BREMERTON, Wash. –
As the workers and leaders from Puget Sound Naval Shipyard & Intermediate Maintenance Facility rang in the New Year the evening of Dec. 31, 2019, they had no idea of the tremendous personal and professional challenges that lay ahead for everyone in 2020.
What started with an announcement from the World Health Organization, Jan. 9, 2020, of a new Coronavirus-related pneumonia discovered in China, resulted in more than 20 million Americans being infected from SARS-CoV-2 by Dec. 31, 2020. To date, COVID-19 has claimed the lives of more than 500,000 Americans and more than 1.8 million people worldwide.
The WHO officially declared COVID-19 a worldwide pandemic March 11, 2020, and a national emergency was declared in the U.S. two days later. PSNS & IMF leadership quickly adjusted operations and authorized shops and codes throughout the command to begin finding ways to minimize the spread of COVID-19 infection to the workforce, while maximizing mission accomplishment.
As PSNS & IMF marks the one-year anniversary of the COVID-19 pandemic, the command looks back on all that has been accomplished in the past year to keep its workforce safe and continue its mission to support the operational Navy.
“It’s hard to believe it’s been a full year since the pandemic began,” said Capt. Jip Mosman, commander, PSNS & IMF. “But when you reflect on the tremendous efforts our shipyard community has made in the past 12 months, to keep business going as normal while staying safe, it’s amazing to see how much the members of this command have accomplished in a relatively short period of time.”
To begin, employees from Shop 06, Tooling and Logistics; and Code 500, Supply and Logistics, volunteered to work throughout the weekend of March 14-15, 2020, to put more than 2,000 cleaning kits together to use around the command in an effort to amplify sanitation efforts during the COVID-19 pandemic.
The cleaning kits, which contained disinfecting cleaning solution, wipes, gloves and instructions, were distributed to projects and building managers throughout the shipyard, to include PSNS & IMF’s detachments at Bangor and Everett.
To help protect the PSNS & IMF workforce, as well as community partners and members of other Navy commands who work at the shipyard, the command put individuals at higher risk for complications based on CDC guidance on administrative leave. These personnel stayed home for 2.5 months, while the command was able to set up procedures and protective measures for the shipyard.
The command had 2,000 individuals teleworking almost immediately, and spread the workforce out over multiple shifts. PSNS & IMF went from no telework policy to 3,000 people on telework.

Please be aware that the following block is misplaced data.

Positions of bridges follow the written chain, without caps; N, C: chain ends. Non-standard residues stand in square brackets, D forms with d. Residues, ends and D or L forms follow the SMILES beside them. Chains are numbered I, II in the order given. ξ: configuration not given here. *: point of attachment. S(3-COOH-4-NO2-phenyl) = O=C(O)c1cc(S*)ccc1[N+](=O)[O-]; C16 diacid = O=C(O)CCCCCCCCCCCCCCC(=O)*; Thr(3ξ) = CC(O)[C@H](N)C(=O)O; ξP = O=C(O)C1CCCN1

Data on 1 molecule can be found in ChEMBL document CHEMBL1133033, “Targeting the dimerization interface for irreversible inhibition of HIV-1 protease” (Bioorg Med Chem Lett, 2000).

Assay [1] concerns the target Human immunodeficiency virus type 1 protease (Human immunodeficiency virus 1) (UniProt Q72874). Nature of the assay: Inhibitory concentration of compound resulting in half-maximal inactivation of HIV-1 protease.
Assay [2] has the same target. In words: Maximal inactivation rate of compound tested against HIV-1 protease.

PSNS & IMF stopped all non-mission essential travel March 16, 2020, to include training and conferences that did not directly support the PSNS & IMF mission of maintaining, modernizing and retiring the Navy’s fleet. All individuals returning from high-risk locations, based on CDC and State Department guidance, had to self-quarantine at home for 14 days.
PSNS & IMF’s accredited laboratory began producing isopropyl alcohol-based hand sanitizer March 18, 2020, which was distributed to employees in pocket-sized bottles and was used to stand up hand sanitizing stations inside the gates entering the Controlled Industrial Area. The PSNS & IMF lab eventually produced 965 gallons of hand sanitizer as a stop-gap measure until commercially-produced hand sanitizer was again available through the supply chain.
Fabric workers in Shop 64, Sail Loft, began making cloth masks March 24, 2020, for use by the PSNS & IMF workforce, and that could potentially be donated to the local medical community if officially requested. Workers from Shop 17, Sheetmetal Shop, programmed a laser cutter to produce hundreds of bendable aluminum nose pieces.
Workers in Shop 31, Toolmakers Shop, designed and 3D-printed plastic face shields, similar to those used by medical professionals. One group programmed a laser engraver to begin cutting out the 1 mm thick polycarbonate face shields. While the second group began using 3D printers to make the head pieces.
PSNS & IMF leaders and union partners began handing out reusable, cloth facemasks to all shipyard employees April 14, 2020. Workers with Shop 64, Sail Loft, along with other shops, codes, and Sailors from Naval Base Kitsap, USS Carl Vinson (CVN 70), USS Olympia (SSN 717) and USS Louisville (SSN 724) all stepped forward to help ramp up production to about 4,000 masks a day.
Also, in response to an April 9, 2020, request from Bremerton’s Harrison Medical Center, 500 cloth face masks and 120 manufactured plastic shields were provided to the community in support of first responders.